As the respiratory virus covid-19 spread quickly around the world in 2020, US cigarette smoking fell to an all-time low with just 1 in 8 adults saying they were smokers. E-cigarette use fell, too. Separately, daytime napping among older people is linked to Alzheimer’s risks by a new study.
Associated Press: US Adult Smoking Rate Fell During First Year Of Pandemic
The first year of the COVID-19 pandemic saw more Americans drinking heavily or using illicit drugs — but apparently not smoking. US cigarette smoking dropped to a new all-time low in 2020, with 1 in 8 adults saying they were current smokers, according to survey data released Thursday by the Centers for Disease Control and Prevention. Adult e-cigarette use also dropped, the CDC reported. (Stobbe, 3/17)
In other public health news —
The Boston Globe: Frequent Daytime Napping By Older Adults Linked To Increased Risk Of Alzheimer’s, Study Says
A new study from researchers at Brigham and Women’s Hospital in Boston links excessive daytime napping by older adults to a heightened risk of developing Alzheimer’s, the disease that causes severe cognitive decline. The study was published Thursday in Alzheimer’s & Dementia: The Journal of the Alzheimer’s Association, the hospital said in a statement. “The vicious cycle we observed between daytime sleep and Alzheimer’s disease offers a basis for better understanding the role of sleep in the development and progression of Alzheimer’s disease in older adults,” Dr. Peng Li, a lead author of the study who works in the Medical Biodynamics Program at the Brigham’s Division of Sleep and Circadian Disorders, said in the statement. (Andersen and Fox, 3/17)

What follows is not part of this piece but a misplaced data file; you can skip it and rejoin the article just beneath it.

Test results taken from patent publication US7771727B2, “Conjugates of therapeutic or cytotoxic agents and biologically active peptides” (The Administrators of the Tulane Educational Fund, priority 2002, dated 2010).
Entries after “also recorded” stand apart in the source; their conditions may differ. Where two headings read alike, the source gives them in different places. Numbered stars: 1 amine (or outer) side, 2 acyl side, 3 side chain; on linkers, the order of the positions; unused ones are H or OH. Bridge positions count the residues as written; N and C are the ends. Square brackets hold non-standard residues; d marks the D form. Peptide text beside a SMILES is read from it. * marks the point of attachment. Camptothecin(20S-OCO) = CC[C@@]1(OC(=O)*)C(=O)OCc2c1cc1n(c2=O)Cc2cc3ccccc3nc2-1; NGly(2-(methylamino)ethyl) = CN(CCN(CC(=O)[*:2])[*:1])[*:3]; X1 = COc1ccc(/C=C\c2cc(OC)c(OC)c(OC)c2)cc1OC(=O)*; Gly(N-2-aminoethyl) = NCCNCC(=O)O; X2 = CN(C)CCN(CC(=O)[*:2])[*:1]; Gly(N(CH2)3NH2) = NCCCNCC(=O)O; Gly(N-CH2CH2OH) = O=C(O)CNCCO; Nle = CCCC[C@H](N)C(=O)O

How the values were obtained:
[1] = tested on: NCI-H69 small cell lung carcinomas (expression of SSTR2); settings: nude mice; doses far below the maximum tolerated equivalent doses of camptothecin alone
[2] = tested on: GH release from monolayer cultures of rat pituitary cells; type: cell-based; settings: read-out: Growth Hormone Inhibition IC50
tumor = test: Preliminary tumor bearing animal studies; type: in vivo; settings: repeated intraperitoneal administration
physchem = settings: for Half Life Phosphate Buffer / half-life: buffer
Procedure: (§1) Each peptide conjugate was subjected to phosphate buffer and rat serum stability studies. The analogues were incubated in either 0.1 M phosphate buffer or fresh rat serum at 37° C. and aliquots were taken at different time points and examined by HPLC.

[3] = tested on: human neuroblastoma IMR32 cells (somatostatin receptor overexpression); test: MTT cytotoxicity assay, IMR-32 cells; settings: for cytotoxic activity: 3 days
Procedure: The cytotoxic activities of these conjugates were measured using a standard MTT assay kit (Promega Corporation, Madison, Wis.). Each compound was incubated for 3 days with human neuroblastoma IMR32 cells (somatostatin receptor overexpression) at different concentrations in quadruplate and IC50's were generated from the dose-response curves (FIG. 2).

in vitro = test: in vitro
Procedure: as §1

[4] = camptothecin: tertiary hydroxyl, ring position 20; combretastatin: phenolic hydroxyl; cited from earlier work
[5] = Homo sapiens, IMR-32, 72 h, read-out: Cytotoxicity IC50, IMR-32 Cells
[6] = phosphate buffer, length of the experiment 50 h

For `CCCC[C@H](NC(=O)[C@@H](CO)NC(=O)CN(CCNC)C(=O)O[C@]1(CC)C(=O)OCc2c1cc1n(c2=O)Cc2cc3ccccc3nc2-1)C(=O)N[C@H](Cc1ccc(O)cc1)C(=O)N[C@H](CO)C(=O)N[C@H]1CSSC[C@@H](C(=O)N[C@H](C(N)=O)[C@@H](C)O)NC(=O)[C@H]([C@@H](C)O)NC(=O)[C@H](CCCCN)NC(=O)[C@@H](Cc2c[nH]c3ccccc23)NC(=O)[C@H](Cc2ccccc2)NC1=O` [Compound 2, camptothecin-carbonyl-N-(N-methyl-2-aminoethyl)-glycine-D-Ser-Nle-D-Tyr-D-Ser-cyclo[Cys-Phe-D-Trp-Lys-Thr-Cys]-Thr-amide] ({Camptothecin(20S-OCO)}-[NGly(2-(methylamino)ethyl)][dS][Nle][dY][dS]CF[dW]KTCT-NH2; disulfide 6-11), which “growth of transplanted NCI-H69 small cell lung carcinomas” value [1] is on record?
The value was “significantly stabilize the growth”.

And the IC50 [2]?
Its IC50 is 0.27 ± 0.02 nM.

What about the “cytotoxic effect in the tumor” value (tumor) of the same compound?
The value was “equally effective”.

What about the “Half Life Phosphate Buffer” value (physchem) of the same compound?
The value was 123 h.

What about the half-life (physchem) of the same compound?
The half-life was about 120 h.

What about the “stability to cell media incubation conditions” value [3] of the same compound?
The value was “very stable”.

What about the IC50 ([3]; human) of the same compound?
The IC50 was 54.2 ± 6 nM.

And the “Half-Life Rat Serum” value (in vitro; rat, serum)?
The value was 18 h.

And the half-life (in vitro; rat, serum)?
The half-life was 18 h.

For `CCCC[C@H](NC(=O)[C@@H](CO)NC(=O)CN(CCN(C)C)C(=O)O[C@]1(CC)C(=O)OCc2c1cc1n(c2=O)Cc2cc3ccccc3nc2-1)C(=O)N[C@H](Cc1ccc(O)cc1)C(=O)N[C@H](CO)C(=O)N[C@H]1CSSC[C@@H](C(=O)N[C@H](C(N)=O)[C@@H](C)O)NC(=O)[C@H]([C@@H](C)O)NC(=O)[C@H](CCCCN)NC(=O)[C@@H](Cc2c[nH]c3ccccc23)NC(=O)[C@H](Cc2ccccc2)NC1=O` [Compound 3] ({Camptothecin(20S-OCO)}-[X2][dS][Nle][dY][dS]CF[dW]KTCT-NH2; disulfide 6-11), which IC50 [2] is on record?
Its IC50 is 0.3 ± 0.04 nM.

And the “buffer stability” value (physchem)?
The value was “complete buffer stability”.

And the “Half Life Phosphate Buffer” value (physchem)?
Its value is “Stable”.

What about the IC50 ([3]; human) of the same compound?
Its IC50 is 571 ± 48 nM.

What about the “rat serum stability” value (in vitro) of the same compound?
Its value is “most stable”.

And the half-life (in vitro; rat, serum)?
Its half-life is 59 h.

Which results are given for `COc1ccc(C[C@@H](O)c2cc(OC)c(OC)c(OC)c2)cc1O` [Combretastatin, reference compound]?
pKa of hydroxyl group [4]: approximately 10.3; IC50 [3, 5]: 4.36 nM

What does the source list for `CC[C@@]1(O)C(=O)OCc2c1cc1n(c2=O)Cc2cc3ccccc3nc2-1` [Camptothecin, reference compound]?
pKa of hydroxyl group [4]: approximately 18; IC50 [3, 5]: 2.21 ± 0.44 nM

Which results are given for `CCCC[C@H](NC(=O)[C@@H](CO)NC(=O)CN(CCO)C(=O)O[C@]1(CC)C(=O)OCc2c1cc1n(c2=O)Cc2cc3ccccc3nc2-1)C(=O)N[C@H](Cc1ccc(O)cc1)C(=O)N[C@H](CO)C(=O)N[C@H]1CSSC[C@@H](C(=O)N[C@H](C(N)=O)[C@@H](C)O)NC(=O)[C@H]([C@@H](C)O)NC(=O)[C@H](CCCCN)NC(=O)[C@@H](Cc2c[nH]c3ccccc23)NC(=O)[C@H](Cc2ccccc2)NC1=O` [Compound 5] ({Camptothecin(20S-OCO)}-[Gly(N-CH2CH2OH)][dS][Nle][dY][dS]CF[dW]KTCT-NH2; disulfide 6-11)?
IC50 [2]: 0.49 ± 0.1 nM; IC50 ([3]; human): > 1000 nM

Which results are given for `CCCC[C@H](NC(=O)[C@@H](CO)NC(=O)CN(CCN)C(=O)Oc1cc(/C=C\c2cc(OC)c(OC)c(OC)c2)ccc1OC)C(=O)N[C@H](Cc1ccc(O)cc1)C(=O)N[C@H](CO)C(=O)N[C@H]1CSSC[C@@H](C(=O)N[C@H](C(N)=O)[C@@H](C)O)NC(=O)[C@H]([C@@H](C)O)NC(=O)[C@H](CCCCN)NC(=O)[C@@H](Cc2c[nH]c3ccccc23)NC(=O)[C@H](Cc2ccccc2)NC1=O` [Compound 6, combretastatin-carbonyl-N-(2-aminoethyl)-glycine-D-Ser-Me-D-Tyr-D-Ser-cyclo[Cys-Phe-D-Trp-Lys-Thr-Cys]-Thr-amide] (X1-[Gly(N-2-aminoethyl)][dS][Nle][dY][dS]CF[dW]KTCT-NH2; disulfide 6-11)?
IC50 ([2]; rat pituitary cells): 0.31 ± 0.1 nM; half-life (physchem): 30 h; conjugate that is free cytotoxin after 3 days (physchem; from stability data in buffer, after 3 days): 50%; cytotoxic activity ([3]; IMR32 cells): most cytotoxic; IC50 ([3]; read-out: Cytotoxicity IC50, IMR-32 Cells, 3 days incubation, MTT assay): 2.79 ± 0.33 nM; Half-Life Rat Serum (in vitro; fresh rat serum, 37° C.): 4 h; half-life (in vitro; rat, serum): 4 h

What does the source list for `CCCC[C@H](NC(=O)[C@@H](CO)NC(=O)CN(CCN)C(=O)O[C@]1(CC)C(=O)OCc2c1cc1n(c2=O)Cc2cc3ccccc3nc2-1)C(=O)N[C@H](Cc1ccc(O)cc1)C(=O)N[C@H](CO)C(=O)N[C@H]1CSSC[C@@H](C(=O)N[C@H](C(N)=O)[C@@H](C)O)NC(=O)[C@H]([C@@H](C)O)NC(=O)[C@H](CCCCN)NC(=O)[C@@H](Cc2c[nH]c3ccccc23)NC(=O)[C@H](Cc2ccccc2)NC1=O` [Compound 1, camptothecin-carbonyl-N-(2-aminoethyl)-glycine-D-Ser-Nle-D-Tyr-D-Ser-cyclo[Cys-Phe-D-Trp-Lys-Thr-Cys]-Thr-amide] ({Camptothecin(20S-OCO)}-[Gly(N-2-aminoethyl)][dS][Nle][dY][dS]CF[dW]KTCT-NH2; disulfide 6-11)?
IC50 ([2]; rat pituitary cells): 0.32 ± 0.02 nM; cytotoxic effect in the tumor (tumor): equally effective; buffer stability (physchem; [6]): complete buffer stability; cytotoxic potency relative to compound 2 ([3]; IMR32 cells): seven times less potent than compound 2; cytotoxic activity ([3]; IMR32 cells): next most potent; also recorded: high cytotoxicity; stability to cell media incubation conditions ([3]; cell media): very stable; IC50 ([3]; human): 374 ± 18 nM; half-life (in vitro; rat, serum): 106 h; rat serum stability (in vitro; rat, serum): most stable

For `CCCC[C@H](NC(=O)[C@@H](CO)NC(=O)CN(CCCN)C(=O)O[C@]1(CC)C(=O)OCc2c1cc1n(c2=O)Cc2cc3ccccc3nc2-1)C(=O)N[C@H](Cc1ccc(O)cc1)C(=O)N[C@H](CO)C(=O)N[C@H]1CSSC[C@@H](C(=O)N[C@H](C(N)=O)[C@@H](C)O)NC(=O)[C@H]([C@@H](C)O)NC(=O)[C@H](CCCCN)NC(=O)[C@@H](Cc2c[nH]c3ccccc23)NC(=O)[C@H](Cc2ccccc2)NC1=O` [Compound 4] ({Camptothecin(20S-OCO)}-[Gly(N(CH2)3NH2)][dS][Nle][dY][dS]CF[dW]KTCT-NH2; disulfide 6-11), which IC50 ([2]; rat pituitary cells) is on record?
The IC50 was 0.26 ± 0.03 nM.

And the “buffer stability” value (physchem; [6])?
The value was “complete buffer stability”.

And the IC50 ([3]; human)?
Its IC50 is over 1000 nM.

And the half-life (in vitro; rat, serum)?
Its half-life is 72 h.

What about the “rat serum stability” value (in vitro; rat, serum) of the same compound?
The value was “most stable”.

Indianapolis Star: Walmart Fire Causes Air Quality Advisory For Central Indiana
The fire at a Walmart Fulfillment Center west of Indianapolis Wednesday sent a huge plume of smoke billowing up into the air that could be seen for miles away. In the aftermath of the fire, environmental and public officials in the area face a number of questions: How is this smoke impacting air quality? Are there toxins or other harmful substances in the smoke and debris? Is there any lingering threat to residents living or working in the path of the smoke plume? Barely 24 hours later, with the charred remains of the giant warehouse in Plainfield still smoldering, it remains unclear what the fire, smoke and debris could mean for the environment and public health. Officials from state and federal agencies are working to find answers. (Bowman and Schneider, 3/17)
Milwaukee Journal Sentinel: 3 Wisconsin Children Have Died From Influenza, First This Flu Season
Three children in Wisconsin have died from influenza, the state health department announced Thursday. The news release reporting the first pediatric flu deaths this season did not say how old the children were or where in Wisconsin they lived. Flu seasons are typically tracked October through May in the United States. After an unusually mild 2020-21 season — which state health officials attribute to people staying at home because of the COVID-19 pandemic — flu numbers have bounced back in Wisconsin, but still are not as high as past years. (Heim, 3/17)
CNBC: If You’re Returning To Work After Retiring, How To Handle Medicare
It’s not uncommon to discover that retirement isn’t the ideal existence you thought it would be. If you are a retiree on Medicare who’s rejoining the workforce, be aware that you might have choices when it comes to your health-care coverage. Depending on where you work, you may be able to drop Medicare in favor of an employer health plan and then re-enroll down the road. However, there are a lot of rules and deadlines to know if you go this route. On the other hand, keeping your Medicare coverage could mean paying more for premiums due to the extra income from your new job (more on that below). (O’Brien, 3/17)
This is part of the KHN Morning Briefing, a summary of health policy coverage from major news organizations. Sign up for an email subscription.